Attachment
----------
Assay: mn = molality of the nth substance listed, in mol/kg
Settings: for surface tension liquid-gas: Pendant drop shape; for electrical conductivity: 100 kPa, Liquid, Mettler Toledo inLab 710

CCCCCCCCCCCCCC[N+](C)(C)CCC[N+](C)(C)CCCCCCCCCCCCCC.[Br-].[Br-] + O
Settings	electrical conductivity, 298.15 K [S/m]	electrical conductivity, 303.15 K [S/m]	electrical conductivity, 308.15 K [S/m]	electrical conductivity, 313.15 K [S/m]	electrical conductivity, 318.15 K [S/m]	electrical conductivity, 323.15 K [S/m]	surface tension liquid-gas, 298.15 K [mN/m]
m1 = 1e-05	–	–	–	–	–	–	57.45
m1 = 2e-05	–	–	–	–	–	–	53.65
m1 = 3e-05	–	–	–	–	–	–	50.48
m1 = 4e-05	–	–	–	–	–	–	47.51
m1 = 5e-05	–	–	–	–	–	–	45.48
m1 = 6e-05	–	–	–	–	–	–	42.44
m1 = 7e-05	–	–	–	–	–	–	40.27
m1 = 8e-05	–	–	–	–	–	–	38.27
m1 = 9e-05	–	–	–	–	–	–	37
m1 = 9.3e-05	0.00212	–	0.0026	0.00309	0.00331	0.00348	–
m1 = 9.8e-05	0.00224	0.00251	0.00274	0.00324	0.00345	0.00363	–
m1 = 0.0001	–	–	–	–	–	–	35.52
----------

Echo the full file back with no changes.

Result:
Assay: mn = molality of the nth substance listed, in mol/kg
Settings: for surface tension liquid-gas: Pendant drop shape; for electrical conductivity: 100 kPa, Liquid, Mettler Toledo inLab 710

CCCCCCCCCCCCCC[N+](C)(C)CCC[N+](C)(C)CCCCCCCCCCCCCC.[Br-].[Br-] + O
Settings	electrical conductivity, 298.15 K [S/m]	electrical conductivity, 303.15 K [S/m]	electrical conductivity, 308.15 K [S/m]	electrical conductivity, 313.15 K [S/m]	electrical conductivity, 318.15 K [S/m]	electrical conductivity, 323.15 K [S/m]	surface tension liquid-gas, 298.15 K [mN/m]
m1 = 1e-05	–	–	–	–	–	–	57.45
m1 = 2e-05	–	–	–	–	–	–	53.65
m1 = 3e-05	–	–	–	–	–	–	50.48
m1 = 4e-05	–	–	–	–	–	–	47.51
m1 = 5e-05	–	–	–	–	–	–	45.48
m1 = 6e-05	–	–	–	–	–	–	42.44
m1 = 7e-05	–	–	–	–	–	–	40.27
m1 = 8e-05	–	–	–	–	–	–	38.27
m1 = 9e-05	–	–	–	–	–	–	37
m1 = 9.3e-05	0.00212	–	0.0026	0.00309	0.00331	0.00348	–
m1 = 9.8e-05	0.00224	0.00251	0.00274	0.00324	0.00345	0.00363	–
m1 = 0.0001	–	–	–	–	–	–	35.52